2. Your computer’s BIOS needs to have an option in it that allows end-users to add their own Secure Boot keys, or else the original manufacturer would need to load all the Linux distros’ keys before shipping the computer, which I doubt any of them will do.

    Many systems that currently support Secure Boot have a BIOS option to disable Secure Boot completely. All the consumer ASUS and Gigabyte motherboards I’ve worked with have this option, but this is by no means a guarantee. I don’t know about the state of this in Laptops as I only deal with one Laptop manufacturer.

    Your best bet for now if you want to keep all Linux distros available for running on your new computers is to avoid the “Windows 8 Certified” computers, and check online before buying to make sure the computer you’re getting either doesn’t have Secure Boot (not many around anymore), or make sure it allows you to disable Secure Boot.

    I also wanted to explain why Linux computers are more expensive or the same price as Windows ones, since you say you don’t understand. It’s because Microsoft offers the large computer manufacturers and distributers very good discounts on copies of Windows, as long as they commit to selling some 90% Windows-only computers in their stores. Once Windows is on there, other software companies that make trialware and even spyware Windows software actually pay these manufacturers and distributers to install their programs on these computers before the customer buys. They even pay a premium for getting an icon on the desktop.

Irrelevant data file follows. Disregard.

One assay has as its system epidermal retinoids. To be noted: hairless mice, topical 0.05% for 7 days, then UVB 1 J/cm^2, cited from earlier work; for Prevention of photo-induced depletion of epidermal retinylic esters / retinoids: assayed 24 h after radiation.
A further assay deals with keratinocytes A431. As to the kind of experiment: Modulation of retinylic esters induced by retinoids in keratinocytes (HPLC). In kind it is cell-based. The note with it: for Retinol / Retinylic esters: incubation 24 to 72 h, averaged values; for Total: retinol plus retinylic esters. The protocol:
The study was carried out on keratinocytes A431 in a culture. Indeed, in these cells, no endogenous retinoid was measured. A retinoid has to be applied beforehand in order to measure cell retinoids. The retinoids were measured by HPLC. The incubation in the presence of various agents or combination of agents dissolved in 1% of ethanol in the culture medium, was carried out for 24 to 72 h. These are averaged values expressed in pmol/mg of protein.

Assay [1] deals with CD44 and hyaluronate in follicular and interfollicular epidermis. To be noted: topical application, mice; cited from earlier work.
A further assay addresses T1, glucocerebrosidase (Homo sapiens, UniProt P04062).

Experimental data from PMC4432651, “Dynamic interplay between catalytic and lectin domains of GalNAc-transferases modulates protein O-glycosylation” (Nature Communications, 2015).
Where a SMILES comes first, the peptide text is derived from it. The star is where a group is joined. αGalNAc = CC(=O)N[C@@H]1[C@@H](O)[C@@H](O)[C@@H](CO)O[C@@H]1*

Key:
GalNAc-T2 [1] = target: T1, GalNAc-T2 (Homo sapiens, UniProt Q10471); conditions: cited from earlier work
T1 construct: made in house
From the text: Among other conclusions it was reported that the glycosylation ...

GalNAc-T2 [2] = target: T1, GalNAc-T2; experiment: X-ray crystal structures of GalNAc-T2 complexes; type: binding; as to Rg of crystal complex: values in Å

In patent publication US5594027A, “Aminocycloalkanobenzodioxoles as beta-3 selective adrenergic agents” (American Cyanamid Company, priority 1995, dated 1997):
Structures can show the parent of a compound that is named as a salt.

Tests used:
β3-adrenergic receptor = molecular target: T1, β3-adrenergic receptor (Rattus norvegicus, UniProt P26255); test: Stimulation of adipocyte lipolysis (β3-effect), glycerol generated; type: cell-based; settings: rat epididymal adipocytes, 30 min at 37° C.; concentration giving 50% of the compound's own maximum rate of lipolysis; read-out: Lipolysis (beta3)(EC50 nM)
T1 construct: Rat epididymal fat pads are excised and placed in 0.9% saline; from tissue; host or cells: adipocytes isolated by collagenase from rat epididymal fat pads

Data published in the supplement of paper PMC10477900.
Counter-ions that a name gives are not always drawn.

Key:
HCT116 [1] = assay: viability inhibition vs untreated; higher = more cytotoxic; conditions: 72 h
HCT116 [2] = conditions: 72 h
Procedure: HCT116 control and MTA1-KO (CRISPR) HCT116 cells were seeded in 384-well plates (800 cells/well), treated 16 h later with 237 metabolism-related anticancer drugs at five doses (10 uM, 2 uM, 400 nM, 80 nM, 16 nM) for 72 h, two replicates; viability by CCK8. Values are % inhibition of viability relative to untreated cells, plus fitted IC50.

There aren’t truely reliable sources for much of this information, since it’s part of the agreements that the companies that do this aren’t allowed to discuss the details, but if you talk to anyone in the industry you will hear all about this stuff regularly.

    Anyways, thanks for sharing info about Secure Boot, I’m concerned about it too.

    *Short shameless plug* I’m the owner of a Canadian online computer store that specializes in Linux, No OS, and Windows computers, and I have not signed any of these shady agreements, so if you’re interested, look up Jeremy Carter’s Computer Service and Sales to find some powerful new computers for sale. Dual boot available at no extra charge and Microsoft only gets paid if you opt for Windows.